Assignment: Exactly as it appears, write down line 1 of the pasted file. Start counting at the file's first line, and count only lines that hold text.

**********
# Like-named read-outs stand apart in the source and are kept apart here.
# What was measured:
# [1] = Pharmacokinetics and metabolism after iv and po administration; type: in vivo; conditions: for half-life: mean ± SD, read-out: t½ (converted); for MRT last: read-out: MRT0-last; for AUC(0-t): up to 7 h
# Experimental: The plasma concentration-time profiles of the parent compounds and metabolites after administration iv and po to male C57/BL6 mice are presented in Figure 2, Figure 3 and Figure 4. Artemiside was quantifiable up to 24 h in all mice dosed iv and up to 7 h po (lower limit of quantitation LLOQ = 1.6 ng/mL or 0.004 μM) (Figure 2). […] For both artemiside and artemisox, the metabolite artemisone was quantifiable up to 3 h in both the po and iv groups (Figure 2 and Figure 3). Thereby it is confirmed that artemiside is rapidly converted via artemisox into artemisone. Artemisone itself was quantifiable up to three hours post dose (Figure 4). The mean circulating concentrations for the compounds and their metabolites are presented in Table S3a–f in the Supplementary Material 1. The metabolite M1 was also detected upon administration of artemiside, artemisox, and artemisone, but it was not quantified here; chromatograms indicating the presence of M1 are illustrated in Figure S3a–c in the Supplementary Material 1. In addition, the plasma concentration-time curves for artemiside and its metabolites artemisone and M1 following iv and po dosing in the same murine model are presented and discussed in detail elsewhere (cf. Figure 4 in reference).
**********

# Like-named read-outs stand apart in the source and are kept apart here.